2. Materials and methods

2.1. Patients

This was a prospective, single-centre study (in Maria Sklodowska Curie Children’s Emergency Hospital Bucharest, Romania) that evaluated consecutive children referred by their physicians for an upper endoscopy because of dyspepsia. They were all screened for H. pylori and presented a positive stool antigen test.

Excluding criteria were the use of proton pump inhibitors or H2-receptor antagonists and antibiotics as well as non-steroidal anti-inflammatory drugs or steroidal treatment 2 weeks before the beginning of the study, previous intestinal surgery (except for polypectomy and appendectomy), concomitant severe disease (heart, lungs, kidney and endocrine diseases) and smoking or alcohol consumption among adolescents.

The study was approved by the ethics committee.

2.2. Endoscopy

All patients underwent endoscopy with biopsy specimens for histology (one for the antrum, one for the corpus). One sample from the antrum was used for rapid urease test. Two additional biopsies were taken from the antrum for bacterial culture. The samples were placed into separate vials, previously identified, containing the appropriate medium for each test. The first sample was used for bacterial culture.

This procedure was performed in patients with a minimum of 10 hours of fasting, under general anaesthesia or conscious sedation. Vital signs were continuously monitored for the entire procedure.

Written informed consent was obtained from the parent or guardian of each child included in the study.

2.3. Bacterial culture

The biopsy specimens collected for bacterial culture were transported in commercial selective transport H. pylori medium, Portagerm pylori (BioMérieux SA, Marcy l’Etoile, France), and were inoculated after a few hours onto selective medium pylori agar (BioMérieux Italia). The plates were incubated under microaerobic condition at 37° for 72 hours. Once incubated, the colonies resembling H. pylori were identified by Gram stain and by oxidase, catalase and urease tests. Suspensions from the primary plates were prepared in sterile solution to perform an E-test on pylori agar. An agar plate was streaked in three directions with a swab dipped into each bacterial suspension to produce a lawn of growth; an E-test strip (E-test; AB Biodisk, Solna, Sweden) was placed each onto separate plates, which was immediately incubated in a microaerobic atmosphere at 37° for 72 hours. Isolated strains were tested for amoxicillin, clarithromycin, metronidazole and levofloxacin resistance following the recommendations of the European Committee on Antimicrobial Susceptibility Testing.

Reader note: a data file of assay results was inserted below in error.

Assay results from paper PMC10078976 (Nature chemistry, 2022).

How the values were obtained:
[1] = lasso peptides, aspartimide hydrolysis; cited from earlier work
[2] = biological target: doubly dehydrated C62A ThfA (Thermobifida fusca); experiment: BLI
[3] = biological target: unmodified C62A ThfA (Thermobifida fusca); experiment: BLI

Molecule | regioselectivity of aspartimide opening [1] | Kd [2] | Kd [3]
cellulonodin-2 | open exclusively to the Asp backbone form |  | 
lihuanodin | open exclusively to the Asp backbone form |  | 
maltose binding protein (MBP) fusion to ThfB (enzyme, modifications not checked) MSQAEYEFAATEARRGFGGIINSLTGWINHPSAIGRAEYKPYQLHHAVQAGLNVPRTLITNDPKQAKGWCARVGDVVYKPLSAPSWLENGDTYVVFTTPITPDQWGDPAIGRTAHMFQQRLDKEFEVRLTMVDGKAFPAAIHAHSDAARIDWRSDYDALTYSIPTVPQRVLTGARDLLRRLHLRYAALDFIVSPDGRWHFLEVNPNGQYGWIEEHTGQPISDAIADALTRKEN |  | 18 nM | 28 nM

2.4. Histology

A biopsy of the gastric body and antrum was fixed in a solution of formaldehyde 10%. Subsequently, the gastric mucosa samples were processed, following the usual steps of dehydration and paraffin embedding.

Two stains were used for histological study: haematoxylin-eosin and Giemsa. Haematoxylin-eosin stain was used to evaluate inflammatory cells and H. pylori (Figure 1). Giemsa stain was needed when haematoxylin-eosin stain failed to identify the bacterium (Figure 2). Giemsa stain is the preferred stain for detecting H. pylori because of its technical simplicity, high sensitivity and low cost.

Figure 1.

Helicobacter pylori in histological section of the gastric mucosa stained with haematoxylin-eosin. This figure represents a 200× histological section of haematoxylin-eosin-stained gastric mucosa. It is seen with diffuse inflammatory lymphoplasmacytic infiltrate (black arrows) and vascular congestion (red arrows). Helicobacter pylori is found at the surface of the gastric mucosa within the layer of mucus (yellow arrows).

Figure 2.

Helicobacter pylori in histological section of the gastric mucosa stained with Giemsa. This is a 400× histological section of Giemsa-stained gastric mucosa biopsy. There can be seen colonisation with Helicobacter pylori (white arrows) of the gastric glands, represented by small curved structures.

Gastritis was graded according to the Sydney system [6] that assesses the severity of inflammation, the level of activity (the degree of polymorph neutrophil inflammation) and the presence of atrophy and of intestinal metaplasia on a scale from 0 to 3.

In accordance with the Sydney system, the density of H. pylori infection was also graded semiquantitatively on a scale from 0 to 3 (mild, moderate and marked).